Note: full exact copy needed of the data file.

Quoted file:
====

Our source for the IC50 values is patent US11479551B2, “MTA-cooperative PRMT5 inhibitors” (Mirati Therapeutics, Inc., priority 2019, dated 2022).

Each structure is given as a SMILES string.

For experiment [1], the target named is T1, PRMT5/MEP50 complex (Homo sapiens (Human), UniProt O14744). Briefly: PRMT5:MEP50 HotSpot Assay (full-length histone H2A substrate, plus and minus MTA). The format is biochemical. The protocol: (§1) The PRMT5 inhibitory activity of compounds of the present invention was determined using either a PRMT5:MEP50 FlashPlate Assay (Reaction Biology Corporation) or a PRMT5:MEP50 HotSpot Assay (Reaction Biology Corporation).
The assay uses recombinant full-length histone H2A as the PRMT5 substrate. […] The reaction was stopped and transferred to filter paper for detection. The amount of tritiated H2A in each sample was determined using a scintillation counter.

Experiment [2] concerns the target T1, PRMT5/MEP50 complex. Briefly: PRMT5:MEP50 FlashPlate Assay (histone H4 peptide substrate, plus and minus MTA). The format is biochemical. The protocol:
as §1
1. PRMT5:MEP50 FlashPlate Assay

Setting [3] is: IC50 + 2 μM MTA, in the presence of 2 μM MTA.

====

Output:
Our source for the IC50 values is patent US11479551B2, “MTA-cooperative PRMT5 inhibitors” (Mirati Therapeutics, Inc., priority 2019, dated 2022).

Each structure is given as a SMILES string.

For experiment [1], the target named is T1, PRMT5/MEP50 complex (Homo sapiens (Human), UniProt O14744). Briefly: PRMT5:MEP50 HotSpot Assay (full-length histone H2A substrate, plus and minus MTA). The format is biochemical. The protocol: (§1) The PRMT5 inhibitory activity of compounds of the present invention was determined using either a PRMT5:MEP50 FlashPlate Assay (Reaction Biology Corporation) or a PRMT5:MEP50 HotSpot Assay (Reaction Biology Corporation).
The assay uses recombinant full-length histone H2A as the PRMT5 substrate. […] The reaction was stopped and transferred to filter paper for detection. The amount of tritiated H2A in each sample was determined using a scintillation counter.

Experiment [2] concerns the target T1, PRMT5/MEP50 complex. Briefly: PRMT5:MEP50 FlashPlate Assay (histone H4 peptide substrate, plus and minus MTA). The format is biochemical. The protocol:
as §1
1. PRMT5:MEP50 FlashPlate Assay

Setting [3] is: IC50 + 2 μM MTA, in the presence of 2 μM MTA.